The discussion on queer film history usually focuses on Western cinematic images, which implicates an open-minded West and a homophobic Eastern Europe. Even though the public discourse on homosexuality was often riddled with stereotypes, censures, and discrimination, East-European LGBT (mostly gay and lesbian) images did exist, often in an ambivalent relation to public attitudes towards homosexuality. A foray into Slovenian queer film history shows an interesting fact: even though pre-independence LGBT film images were scarce, they were nevertheless mostly made before homosexuality was decriminalized in Yugoslavia in 1977 and often more radical than post-independence images. This article is a short introduction to the history of queer images in Slovenian pre- and post-independence film.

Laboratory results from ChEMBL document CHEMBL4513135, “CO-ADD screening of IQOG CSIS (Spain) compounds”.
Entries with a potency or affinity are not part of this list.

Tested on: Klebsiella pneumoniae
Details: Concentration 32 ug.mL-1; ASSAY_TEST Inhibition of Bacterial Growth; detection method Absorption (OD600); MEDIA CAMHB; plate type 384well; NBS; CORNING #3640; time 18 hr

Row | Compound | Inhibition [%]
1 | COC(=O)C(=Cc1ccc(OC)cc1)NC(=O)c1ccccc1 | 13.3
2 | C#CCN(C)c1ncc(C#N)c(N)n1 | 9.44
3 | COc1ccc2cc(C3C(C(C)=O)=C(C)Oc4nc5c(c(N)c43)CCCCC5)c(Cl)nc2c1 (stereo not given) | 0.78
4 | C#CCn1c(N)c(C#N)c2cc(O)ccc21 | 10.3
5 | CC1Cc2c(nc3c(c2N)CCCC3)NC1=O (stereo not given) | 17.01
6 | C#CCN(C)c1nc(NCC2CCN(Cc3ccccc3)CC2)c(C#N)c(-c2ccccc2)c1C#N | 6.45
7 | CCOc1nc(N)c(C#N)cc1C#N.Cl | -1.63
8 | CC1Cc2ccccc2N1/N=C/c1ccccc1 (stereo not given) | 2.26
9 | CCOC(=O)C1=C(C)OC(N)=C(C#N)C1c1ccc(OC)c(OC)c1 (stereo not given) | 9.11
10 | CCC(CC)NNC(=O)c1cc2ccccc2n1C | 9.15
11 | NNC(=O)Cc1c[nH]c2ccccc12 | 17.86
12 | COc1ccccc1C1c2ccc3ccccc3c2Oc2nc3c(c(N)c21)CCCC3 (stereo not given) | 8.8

How can we re-inscribe (often subtle and hidden) queerness into the history of Yugoslavian (and Slovenian) film? One line of inquiry is authorship, which is usually connected to a notion of a white male (most of the time heterosexual) genius and therefore an ambivalent concept in feminist and LGBT film studies. Yugoslavia had two openly gay directors: one was a Czech director working in the country, František Čap, who was responsible for some of Slovenian biggest film hits such as Vesna (1953) and Don’t Whisper (Ne čakaj na maj, 1957). The other, Vojko Duletič, filmed several movies based on the country’s literary canon, for example In the Gorge (Na klancu, 1971). Queer film theory would ask whether (and how) the author’s queerness and their access to subcultural discourses influences their cinematic expressions. Even though Čap’s Slovenian films were never analysed through a queer prism, Nebojša Jovanović’s article My own private Yugoslavia: František Čap and the socialist celluloid closet (2012), gives a clue to queer motifs in its analysis of the director’s Bosnian film The Doors Remain Open (Vrata ostaju otvorena, 1959). The film’s main protagonist Rade, whose body is fetishized (Jovanović claims him to be the prime example of a Yugo male pin-up), can be read as a closeted homosexual, but also as queer figure – a figure of in-betweenness, whose sexuality is not clear-cut. The director’s Slovenian classics, admittedly more heteronormative, nevertheless offer potentially subversive readings. In Homoseksualnost in slovenski film (2009), Brane Mozetič writes that, at the auditions for Vesna, Čap wanted to see his actors in swimsuits – their muscular bodies can be seen in the film’s scene by the Ljubljanica River. This small historical anecdote could be read as hint of the director’s queerness and a nod to the hidden queer community, but whatever his motives, the mainstream public never noticed it and the film was one of the most beloved cinematic works of the time.